This is the first entry in what I hope will be a new, semi-regular feature here at Seems Obvious to Me, in which I offer my thoughts on cult movies, and try to determine whether or not they are essential, forgettable, or somewhere in between. Throughout this series I will endeavor to focus primarily on cultish, lesser-known, or largely forgotten films, though in the age of the Internet, nothing is ever truly forgotten, so occasionally the movies may seem more familiar. These posts will be less academic, and more in the vein of straight up reviews or blog posts, though occasionally I will attempt to bring in some sort of scholarship or academic approach to these write ups whenever warranted. Anyway, I hope you enjoy. As always, I welcome your feedback, so please, let me know what you think of this entry in the comments after the article.
Phase IV, the sole directorial effort from noted graphic designer Saul Bass, was originally released in September of 1974, roughly five months after I was born. If memory serves, I first saw it (or at least parts of it) sometime in 1984, when I was nine or ten years old, and I’ve had a somewhat complicated relationship with the film ever since. For the longest time, I wasn’t even sure I had seen the entire movie, as I could barely remember anything about the actual plot or narrative (which I will get into shortly). Yet for the past 30 years or so, I have been haunted by the film’s unsettling imagery, such as a sequence of people staggering through a torrent of viscous yellow poison, or the shot of a young woman emerging from a sandy floor deep within the bowels of a massive ant hill. I think it’s safe to say Phase IV had an effect on me, even if the details weren’t always clear.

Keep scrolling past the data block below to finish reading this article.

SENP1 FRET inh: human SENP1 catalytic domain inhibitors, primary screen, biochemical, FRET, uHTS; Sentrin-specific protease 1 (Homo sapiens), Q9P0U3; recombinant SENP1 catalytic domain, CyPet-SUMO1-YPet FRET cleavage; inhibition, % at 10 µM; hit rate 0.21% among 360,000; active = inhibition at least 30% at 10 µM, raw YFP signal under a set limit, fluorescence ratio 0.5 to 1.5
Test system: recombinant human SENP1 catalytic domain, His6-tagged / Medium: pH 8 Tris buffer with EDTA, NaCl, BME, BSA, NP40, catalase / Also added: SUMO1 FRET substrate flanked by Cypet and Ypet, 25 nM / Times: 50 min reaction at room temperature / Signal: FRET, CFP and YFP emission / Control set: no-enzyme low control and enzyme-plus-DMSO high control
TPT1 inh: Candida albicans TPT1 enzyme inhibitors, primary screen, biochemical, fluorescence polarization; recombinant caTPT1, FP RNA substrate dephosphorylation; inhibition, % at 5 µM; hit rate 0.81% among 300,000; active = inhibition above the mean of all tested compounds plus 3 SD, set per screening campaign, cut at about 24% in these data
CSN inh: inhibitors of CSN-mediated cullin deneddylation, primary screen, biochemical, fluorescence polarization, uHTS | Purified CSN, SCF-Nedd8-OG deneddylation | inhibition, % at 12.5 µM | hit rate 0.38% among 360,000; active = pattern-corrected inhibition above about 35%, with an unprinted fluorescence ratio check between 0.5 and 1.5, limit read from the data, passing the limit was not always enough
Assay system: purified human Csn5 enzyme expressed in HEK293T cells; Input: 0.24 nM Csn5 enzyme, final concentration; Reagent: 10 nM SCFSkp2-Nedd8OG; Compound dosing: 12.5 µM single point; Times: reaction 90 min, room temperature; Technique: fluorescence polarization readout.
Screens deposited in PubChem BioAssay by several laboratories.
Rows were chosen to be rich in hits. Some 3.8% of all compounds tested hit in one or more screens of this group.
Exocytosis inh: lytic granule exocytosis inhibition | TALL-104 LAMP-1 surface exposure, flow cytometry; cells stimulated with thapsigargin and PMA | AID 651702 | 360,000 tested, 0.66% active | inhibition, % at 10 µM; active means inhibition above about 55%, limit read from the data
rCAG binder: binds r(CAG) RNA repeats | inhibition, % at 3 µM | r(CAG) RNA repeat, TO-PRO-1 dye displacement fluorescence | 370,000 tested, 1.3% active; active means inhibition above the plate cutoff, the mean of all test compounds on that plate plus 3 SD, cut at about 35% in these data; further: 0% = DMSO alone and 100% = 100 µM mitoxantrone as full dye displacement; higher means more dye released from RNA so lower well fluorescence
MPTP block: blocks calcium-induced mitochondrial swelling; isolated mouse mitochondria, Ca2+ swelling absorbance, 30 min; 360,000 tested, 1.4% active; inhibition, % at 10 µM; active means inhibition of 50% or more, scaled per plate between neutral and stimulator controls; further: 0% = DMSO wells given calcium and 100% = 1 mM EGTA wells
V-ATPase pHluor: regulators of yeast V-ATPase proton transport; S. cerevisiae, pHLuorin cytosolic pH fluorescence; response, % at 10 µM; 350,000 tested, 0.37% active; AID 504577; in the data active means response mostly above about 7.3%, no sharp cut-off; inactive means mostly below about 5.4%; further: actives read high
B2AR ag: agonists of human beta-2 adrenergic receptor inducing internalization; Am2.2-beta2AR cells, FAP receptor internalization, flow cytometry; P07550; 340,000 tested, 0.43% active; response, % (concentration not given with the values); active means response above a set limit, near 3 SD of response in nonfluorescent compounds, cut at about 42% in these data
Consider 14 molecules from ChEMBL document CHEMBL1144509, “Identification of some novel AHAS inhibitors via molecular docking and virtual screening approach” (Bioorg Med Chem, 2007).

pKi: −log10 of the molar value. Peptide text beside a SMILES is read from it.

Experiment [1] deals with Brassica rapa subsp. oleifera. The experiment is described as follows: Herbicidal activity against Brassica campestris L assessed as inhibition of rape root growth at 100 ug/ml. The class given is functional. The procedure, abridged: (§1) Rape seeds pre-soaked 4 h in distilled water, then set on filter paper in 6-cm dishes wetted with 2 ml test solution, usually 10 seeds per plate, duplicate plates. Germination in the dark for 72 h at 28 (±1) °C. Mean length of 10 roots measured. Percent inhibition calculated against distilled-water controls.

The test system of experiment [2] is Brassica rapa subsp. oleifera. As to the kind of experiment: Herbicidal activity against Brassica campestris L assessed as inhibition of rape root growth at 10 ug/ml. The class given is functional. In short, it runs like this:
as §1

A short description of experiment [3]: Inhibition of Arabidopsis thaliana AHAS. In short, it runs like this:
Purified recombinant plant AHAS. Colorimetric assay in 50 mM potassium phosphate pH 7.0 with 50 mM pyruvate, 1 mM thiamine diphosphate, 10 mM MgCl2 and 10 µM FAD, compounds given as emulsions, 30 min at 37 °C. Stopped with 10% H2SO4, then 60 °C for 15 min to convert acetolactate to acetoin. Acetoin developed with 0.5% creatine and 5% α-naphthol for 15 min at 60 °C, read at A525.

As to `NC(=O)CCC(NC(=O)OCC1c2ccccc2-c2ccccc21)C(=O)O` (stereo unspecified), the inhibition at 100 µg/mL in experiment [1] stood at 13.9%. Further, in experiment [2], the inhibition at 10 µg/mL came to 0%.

This post is based on a paper I wrote for Dr. Blair Davis‘ class on Adaptation during the Spring 2014 quarter at DePaul University in Chicago, IL. The purpose of this assignment is to “critically analyze in essay form the work of several adaptation theorists, in order to demonstrate [an] understanding of the phenomenon of adaptation as well as the evolving theoretical tradition surrounding it.” Therefore, I applied the work of three adaptation theorists to the phenomenon of cross-cultural adaptation, which is becoming increasingly common in the globalized world of the 21st century. I welcome any and all feedback, so please feel free to join the conversation on adaptation by leaving a comment in the comments section. Thank you.
Fidelity and Cultural Codes in Cross-Cultural Adaptations: The Consideration of Adaptation Theories in the Globalized 21st Century